|My favourite picture of the entire trip @Silverlake Winery|
I did a beautiful thing last weekend, that many Daddies might not have had the courage to do due to various factors, that is to bring Noah, who is barely 2 and a half years old, on a staycation to Pattaya without Mummy! It was a fruitful trip, full of laughter, father-son bonding and some much-needed rest and alone-time for Li Li. I learnt a lot from the trip, and thus have compiled a list of tips for other parents (especially Daddies) out there who might be planning to bring their toddlers out on an overnight trip without your other half.
1. Pack your bag properly. More is better than less.
|Noah with his favourite new book before sleeping.|
It's always a good idea to bring a little too much, rather than too little, of clothes, diapers, wipes, medication, their favourite snacks, books, a couple of their favourite toys, even loading the car full of their favourite songs. Every single thing will come in handy some day, this I promise you.
2. Eat is better than no eat!
|Noah with his first real popsicle. It got really really messy a few minutes after this picture was taken.|
A hungry toddler is a cranky toddler.
Noah had 4 short crying fits during our 2 days together, and even though I felt 3 outbursts were out of my control, I believe all 4 were somewhat related to his hunger at that moment in time.
You are on a leisure trip, I do not think it is the time to ensure perfect healthy eating for your kids. No sweets? No fizzy drinks? No snacks? More vegetables? Throw that out of the window. Unless you fully prepare your own meals, there is no guarantee your child will like the taste of anything you order, so if he/she only wants to eat french fries for dinner, you will do well to let him/her have his/her fill of fried potato, if not, the consequences will be too hard to bear. Healthy diets can wait, your kid needs to be full in order to fully enjoy the rest of the experience.
3. Keep in touch with family
|Reporting to mummy when we set off. This continued for the rest of the trip.|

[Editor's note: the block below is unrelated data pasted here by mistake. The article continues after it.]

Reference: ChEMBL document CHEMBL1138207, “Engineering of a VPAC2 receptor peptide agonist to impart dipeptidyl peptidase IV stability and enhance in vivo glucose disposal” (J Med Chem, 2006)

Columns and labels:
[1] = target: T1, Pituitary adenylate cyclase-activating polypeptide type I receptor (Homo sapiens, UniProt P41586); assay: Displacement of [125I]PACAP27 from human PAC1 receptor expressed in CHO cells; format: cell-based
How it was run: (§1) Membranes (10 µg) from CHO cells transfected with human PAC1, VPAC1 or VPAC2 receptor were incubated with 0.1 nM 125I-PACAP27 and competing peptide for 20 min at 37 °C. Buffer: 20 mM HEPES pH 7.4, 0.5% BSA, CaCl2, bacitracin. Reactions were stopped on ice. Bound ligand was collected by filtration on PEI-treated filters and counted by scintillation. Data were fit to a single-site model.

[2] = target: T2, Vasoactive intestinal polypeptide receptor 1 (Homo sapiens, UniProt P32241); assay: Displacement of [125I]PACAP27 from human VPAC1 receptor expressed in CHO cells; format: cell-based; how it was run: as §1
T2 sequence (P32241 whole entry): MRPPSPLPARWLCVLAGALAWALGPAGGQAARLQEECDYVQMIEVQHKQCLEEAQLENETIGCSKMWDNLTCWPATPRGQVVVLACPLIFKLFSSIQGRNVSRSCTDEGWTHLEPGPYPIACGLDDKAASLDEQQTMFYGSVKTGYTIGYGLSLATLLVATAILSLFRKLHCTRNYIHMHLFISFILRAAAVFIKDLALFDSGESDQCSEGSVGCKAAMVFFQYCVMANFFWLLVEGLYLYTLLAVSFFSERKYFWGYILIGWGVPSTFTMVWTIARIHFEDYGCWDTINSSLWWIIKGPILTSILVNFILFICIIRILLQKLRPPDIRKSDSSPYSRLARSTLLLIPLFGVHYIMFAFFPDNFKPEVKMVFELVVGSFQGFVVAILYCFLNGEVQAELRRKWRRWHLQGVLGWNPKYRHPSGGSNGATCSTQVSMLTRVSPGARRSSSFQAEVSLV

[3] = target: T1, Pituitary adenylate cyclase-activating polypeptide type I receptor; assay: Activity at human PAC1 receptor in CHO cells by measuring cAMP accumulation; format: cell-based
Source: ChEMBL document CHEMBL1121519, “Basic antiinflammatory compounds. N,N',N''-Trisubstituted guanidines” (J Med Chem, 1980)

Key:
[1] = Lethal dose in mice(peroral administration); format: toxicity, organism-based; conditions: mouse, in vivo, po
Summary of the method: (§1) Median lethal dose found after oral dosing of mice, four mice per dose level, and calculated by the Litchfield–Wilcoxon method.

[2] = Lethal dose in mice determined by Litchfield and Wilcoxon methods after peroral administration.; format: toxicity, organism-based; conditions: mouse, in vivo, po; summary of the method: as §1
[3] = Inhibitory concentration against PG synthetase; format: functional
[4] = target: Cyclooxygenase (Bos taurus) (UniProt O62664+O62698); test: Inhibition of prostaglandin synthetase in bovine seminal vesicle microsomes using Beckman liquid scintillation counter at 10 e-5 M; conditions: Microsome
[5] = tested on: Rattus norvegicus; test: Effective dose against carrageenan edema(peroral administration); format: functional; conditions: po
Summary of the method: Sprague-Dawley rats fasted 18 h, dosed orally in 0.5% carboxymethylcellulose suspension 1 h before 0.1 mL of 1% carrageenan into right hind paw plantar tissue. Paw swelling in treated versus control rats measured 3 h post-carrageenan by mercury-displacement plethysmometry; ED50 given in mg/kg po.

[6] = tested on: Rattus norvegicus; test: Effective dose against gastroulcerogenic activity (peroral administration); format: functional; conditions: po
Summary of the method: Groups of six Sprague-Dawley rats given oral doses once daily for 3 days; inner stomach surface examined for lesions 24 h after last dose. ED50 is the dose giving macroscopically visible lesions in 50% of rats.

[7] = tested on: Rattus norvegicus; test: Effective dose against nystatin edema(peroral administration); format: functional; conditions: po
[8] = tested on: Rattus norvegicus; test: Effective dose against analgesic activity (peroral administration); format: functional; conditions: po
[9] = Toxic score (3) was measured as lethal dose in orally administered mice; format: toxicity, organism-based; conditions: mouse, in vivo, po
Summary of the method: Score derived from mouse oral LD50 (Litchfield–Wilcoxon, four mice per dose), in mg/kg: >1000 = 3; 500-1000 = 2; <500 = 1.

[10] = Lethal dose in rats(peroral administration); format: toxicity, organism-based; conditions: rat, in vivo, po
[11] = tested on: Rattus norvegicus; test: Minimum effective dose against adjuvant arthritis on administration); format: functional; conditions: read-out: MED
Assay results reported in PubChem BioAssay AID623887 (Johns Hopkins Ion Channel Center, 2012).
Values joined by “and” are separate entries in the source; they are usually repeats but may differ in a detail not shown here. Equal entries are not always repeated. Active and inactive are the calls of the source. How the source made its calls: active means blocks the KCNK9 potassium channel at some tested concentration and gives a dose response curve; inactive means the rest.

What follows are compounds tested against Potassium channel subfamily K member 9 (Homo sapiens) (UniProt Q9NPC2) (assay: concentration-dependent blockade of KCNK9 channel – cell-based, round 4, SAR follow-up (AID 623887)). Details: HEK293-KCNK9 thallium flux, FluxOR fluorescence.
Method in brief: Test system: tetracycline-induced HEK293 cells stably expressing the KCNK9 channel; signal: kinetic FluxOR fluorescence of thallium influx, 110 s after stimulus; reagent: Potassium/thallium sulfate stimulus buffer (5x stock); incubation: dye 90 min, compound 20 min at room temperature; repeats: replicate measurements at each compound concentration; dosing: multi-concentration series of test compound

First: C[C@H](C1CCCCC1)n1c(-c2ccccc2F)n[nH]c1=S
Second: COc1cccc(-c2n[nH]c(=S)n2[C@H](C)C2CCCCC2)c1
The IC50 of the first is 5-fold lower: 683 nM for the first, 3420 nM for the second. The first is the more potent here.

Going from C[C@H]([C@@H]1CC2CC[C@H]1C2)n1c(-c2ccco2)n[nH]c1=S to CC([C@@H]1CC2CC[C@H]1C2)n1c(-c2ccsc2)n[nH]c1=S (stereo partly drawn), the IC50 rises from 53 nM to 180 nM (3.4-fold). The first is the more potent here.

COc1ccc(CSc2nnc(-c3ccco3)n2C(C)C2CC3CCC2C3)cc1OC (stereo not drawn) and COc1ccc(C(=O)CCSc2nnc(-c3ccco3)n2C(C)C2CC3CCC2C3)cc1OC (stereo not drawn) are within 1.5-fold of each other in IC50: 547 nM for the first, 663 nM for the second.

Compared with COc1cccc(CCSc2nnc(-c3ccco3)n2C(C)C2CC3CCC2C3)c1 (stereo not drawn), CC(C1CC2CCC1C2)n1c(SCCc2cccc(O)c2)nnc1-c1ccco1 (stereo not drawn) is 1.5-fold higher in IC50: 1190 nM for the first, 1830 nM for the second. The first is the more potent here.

Daddies, let's face it. No matter how well we bond with our kids, chances are, given a choice, they will prefer to stick to mummy. Therefore, with the help of technology, I highly recommend you to ensure your child keeps in touch with mummy throughout the trip. This can be through phonecalls, voice messages, selfies, messages or anything else that makes the child feel that mummy is around too. If you are too occupied to do this throughout the day, a Skype conversation before sleep will be better than nothing.
4. Make full use of trip for your kid's exposure
|Noah started running once he was unleashed among the flowers|
Even though there are many things you might be worried about:
What if he falls down?
What if he gets accidentally bitten by the sheep he is trying to feed?
How am I going to answer to my wife if he sheds some blood?
What am I going to do if he poops in the pool?
|Noah feeling grapes that are still on the vine.|
You need to remember that as much as the trip is for you, it is for your kid too! Give him/her time and freedom to run and explore by themselves. Accidents do happen, but with sufficient guidance, everything should turn out ok (most of the time at least).
|Noah on the move|
5. The most important point: Take things easy!
|Relax and everything will be velli good!|
Saving the best of the last, I want to remind you again to take things easy during the trip. It's normal for toddlers to cry or get cranky once in a while, or for something to go wrong, but going into scary-Daddy or kancheong-spider (panic) mode is not recommended. If kids cry, they will stop. It's more important to find out why and minimize the chances of it happening again than to scare them into silence and spoil the mood for the rest of the journey. If an accident happens, keep cool and find a solution.
Lastly, with a toddler in tow without your partner's help, it is likely that things might not go exactly to plan. You might be held up somewhere and miss a couple of scheduled sights, but it's more meaningful to make the most of what you can actually accomplish.
|May there be many more adventures to come.|
If you have the courage to make this step, please believe that you have created a priceless bonding opportunity with your child, not over a meal or a few hours at home, but an entire trip where you only have each other to depend on. Keep my pointers in mind, and I am sure you will be looking forward to the next one.